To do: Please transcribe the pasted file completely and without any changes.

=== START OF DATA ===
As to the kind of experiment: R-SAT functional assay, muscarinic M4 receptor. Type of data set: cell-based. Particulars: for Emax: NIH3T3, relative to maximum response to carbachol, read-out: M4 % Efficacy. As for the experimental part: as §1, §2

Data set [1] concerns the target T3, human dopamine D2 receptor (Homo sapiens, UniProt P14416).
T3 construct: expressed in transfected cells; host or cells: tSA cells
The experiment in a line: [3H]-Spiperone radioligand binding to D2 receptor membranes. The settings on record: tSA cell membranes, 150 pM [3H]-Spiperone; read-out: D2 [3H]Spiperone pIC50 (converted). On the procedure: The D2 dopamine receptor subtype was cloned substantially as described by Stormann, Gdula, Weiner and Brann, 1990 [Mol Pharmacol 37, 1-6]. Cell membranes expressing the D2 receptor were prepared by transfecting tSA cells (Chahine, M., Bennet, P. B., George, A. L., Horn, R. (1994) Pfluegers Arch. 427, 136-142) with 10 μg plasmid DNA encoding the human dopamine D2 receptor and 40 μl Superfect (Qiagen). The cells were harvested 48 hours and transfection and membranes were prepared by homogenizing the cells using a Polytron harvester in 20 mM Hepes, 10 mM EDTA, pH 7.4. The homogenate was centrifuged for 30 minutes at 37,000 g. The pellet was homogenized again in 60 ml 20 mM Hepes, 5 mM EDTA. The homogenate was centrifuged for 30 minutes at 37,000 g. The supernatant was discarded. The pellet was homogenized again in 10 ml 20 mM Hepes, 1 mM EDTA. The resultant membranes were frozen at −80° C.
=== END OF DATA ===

As to the kind of experiment: R-SAT functional assay, muscarinic M4 receptor. Type of data set: cell-based. Particulars: for Emax: NIH3T3, relative to maximum response to carbachol, read-out: M4 % Efficacy. As for the experimental part: as §1, §2

Data set [1] concerns the target T3, human dopamine D2 receptor (Homo sapiens, UniProt P14416).
T3 construct: expressed in transfected cells; host or cells: tSA cells
The experiment in a line: [3H]-Spiperone radioligand binding to D2 receptor membranes. The settings on record: tSA cell membranes, 150 pM [3H]-Spiperone; read-out: D2 [3H]Spiperone pIC50 (converted). On the procedure: The D2 dopamine receptor subtype was cloned substantially as described by Stormann, Gdula, Weiner and Brann, 1990 [Mol Pharmacol 37, 1-6]. Cell membranes expressing the D2 receptor were prepared by transfecting tSA cells (Chahine, M., Bennet, P. B., George, A. L., Horn, R. (1994) Pfluegers Arch. 427, 136-142) with 10 μg plasmid DNA encoding the human dopamine D2 receptor and 40 μl Superfect (Qiagen). The cells were harvested 48 hours and transfection and membranes were prepared by homogenizing the cells using a Polytron harvester in 20 mM Hepes, 10 mM EDTA, pH 7.4. The homogenate was centrifuged for 30 minutes at 37,000 g. The pellet was homogenized again in 60 ml 20 mM Hepes, 5 mM EDTA. The homogenate was centrifuged for 30 minutes at 37,000 g. The supernatant was discarded. The pellet was homogenized again in 10 ml 20 mM Hepes, 1 mM EDTA. The resultant membranes were frozen at −80° C.